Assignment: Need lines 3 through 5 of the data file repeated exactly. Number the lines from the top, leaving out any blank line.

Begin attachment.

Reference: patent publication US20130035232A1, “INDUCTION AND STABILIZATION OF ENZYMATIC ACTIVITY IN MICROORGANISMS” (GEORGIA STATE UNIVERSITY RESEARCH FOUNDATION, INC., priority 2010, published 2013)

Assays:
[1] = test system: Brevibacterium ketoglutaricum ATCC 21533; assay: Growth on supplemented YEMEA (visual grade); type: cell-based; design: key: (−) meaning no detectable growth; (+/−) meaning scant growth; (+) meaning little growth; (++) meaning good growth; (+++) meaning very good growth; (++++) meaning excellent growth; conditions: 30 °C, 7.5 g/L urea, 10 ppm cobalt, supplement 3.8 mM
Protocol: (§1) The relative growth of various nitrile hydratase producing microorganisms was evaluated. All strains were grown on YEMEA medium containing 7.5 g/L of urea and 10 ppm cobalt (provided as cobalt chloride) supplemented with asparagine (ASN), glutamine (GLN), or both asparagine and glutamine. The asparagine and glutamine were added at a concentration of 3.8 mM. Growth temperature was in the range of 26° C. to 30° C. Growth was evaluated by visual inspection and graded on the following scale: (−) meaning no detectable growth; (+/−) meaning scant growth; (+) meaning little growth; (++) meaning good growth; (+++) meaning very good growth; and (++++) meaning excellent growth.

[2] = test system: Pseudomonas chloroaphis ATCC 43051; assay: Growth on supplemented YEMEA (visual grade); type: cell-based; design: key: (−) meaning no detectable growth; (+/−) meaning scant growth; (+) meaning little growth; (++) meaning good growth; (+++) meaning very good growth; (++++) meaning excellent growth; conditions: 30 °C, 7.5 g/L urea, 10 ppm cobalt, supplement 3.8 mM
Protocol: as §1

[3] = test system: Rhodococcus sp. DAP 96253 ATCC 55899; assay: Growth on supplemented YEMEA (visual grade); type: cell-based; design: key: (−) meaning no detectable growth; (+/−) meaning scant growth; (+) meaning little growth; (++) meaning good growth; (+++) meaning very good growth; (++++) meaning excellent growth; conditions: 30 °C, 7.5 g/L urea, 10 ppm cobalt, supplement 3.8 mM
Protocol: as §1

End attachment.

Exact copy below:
[1] = test system: Brevibacterium ketoglutaricum ATCC 21533; assay: Growth on supplemented YEMEA (visual grade); type: cell-based; design: key: (−) meaning no detectable growth; (+/−) meaning scant growth; (+) meaning little growth; (++) meaning good growth; (+++) meaning very good growth; (++++) meaning excellent growth; conditions: 30 °C, 7.5 g/L urea, 10 ppm cobalt, supplement 3.8 mM
Protocol: (§1) The relative growth of various nitrile hydratase producing microorganisms was evaluated. All strains were grown on YEMEA medium containing 7.5 g/L of urea and 10 ppm cobalt (provided as cobalt chloride) supplemented with asparagine (ASN), glutamine (GLN), or both asparagine and glutamine. The asparagine and glutamine were added at a concentration of 3.8 mM. Growth temperature was in the range of 26° C. to 30° C. Growth was evaluated by visual inspection and graded on the following scale: (−) meaning no detectable growth; (+/−) meaning scant growth; (+) meaning little growth; (++) meaning good growth; (+++) meaning very good growth; and (++++) meaning excellent growth.

[2] = test system: Pseudomonas chloroaphis ATCC 43051; assay: Growth on supplemented YEMEA (visual grade); type: cell-based; design: key: (−) meaning no detectable growth; (+/−) meaning scant growth; (+) meaning little growth; (++) meaning good growth; (+++) meaning very good growth; (++++) meaning excellent growth; conditions: 30 °C, 7.5 g/L urea, 10 ppm cobalt, supplement 3.8 mM